Too Tired Week: Allan Salas: The Rooted Heart Began To Change
Too Tired Project is a nonprofit arts organization advancing mental health advocacy through photography. They work to develop and expand the ways photography can positively impact mental health—online, in person, and in print. Current initiatives include rotating exhibitions, a traveling slideshow series, a photobook publishing imprint, and social engagement via their instagram. This week’s features are curated by the Executive Director, Kelly Burgess, and spotlights artists who are making work exploring issues related to mental health.
“The rooted heart began to change (not beat) and then it split apart and from it broke a flood of water.” – fragment of a poem called The Weed by Elizabeth Bishop
Allan Salas’ project, The Rooted Heart Began to Change, is an exploration and reminder of Salas’ own mortality. After losing his grandmother in 2020 and his father surviving a heart attack shortly after, Salas made the decision to embark on a 10-month journal across Costa Rica to work through his feelings of sorrow, grief, and loss. The resulting photographs represent an emotional journey through time and shows us the fleeting nature of existence inside of Salas’ emotions.
Allan Salas M (b. 1993) is a photographer based in San José, Costa Rica.
His work is a poetic exploration that revolves around introspection and self-analysis through the themes of mortality, the passage of time, and the relationship between nature and the self.
The Rooted Heart Began to Change
In December 2020, my grandmother passed away. A month later my father survived a heart attack. In the aftermath of these events, I experienced the urge to get away from my home in San José and ended up embarking on a ten-month journey across the rest of Costa Rica. Isolation became my way of coping with the overwhelming feelings of sorrow and existential dread. Alone and surrounded by nature, I was able to root my emotions in the eerie encounters I had with the landscape and the animals and people that inhabit it.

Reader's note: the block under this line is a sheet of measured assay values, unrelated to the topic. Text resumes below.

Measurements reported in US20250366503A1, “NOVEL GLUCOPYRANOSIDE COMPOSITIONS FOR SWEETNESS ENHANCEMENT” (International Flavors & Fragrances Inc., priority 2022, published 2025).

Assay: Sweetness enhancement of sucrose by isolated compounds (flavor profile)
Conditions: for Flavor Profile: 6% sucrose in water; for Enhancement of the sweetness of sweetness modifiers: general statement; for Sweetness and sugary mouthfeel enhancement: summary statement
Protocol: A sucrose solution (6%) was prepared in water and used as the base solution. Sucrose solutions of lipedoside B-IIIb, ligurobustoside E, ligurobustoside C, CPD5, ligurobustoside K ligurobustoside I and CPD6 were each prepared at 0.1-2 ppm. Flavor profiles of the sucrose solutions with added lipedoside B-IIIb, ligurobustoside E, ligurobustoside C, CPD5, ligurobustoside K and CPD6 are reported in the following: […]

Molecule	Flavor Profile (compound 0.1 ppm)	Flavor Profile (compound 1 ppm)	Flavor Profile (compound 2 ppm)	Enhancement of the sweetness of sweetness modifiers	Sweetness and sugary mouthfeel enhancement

The silence conveyed in this project’s universe is shattered by grief and melancholy. Its narrative unfolds as a lyrical examination of the fragility of existence and the impermanence of life. Through an atmosphere full of ambiguities and sudden changes, these images capture moments where emotions are tangible.
Faced with mortality, the imagery of land and death develops into a poem. Decadent landscapes, faded bodies, and the memory of a gesture, all act as allegories about the uncertainty of existence. Between the body and the self, nature and nothingness, eternity and the ephemeral, The Rooted Heart Began to Change functions as an open diary. It illustrates an inward exploration of the spirit seeking to understand human anguish in the face of the unknown. -Allan Salas
Kelly Burgess (she/her) is a project-based conceptual photographer, curator, publisher, and arts administrator that lives and works in rural Vermont. Emotional narrative is the thematic thread running through her work, with much of her own photography and writing coming directly from personal experiences.
Kelly is a regular editorial contributor to The New York Times. Her work has also been published in The Wall Street Journal, Kodak’s Kodachrome Magazine, GROW Magazine, PDNEdu, and Art New England Magazine – where she was featured as one of their 30 Photographers Under 30. Her sold-out book/project, Sing Me Back Home, has been exhibited internationally, more recently at the Arctic Arts Festival in Norway, MassArt Museum, and the Institute of Contemporary Art in Boston.
In addition to her personal work, she has over a decade of experience in arts administration. In 2020 Kelly joined the Too Tired Project (tootiredproject.com), a nonprofit arts organization advancing mental health advocacy through photography, as their Executive Director. With TTP, she launched Too Tired Press, where she works as the Publisher. Her mission for Too Tired Press is to focus on creating transparent, equitable, and affordable relationships between artists and the publishing industry. www.kelly-burgess.
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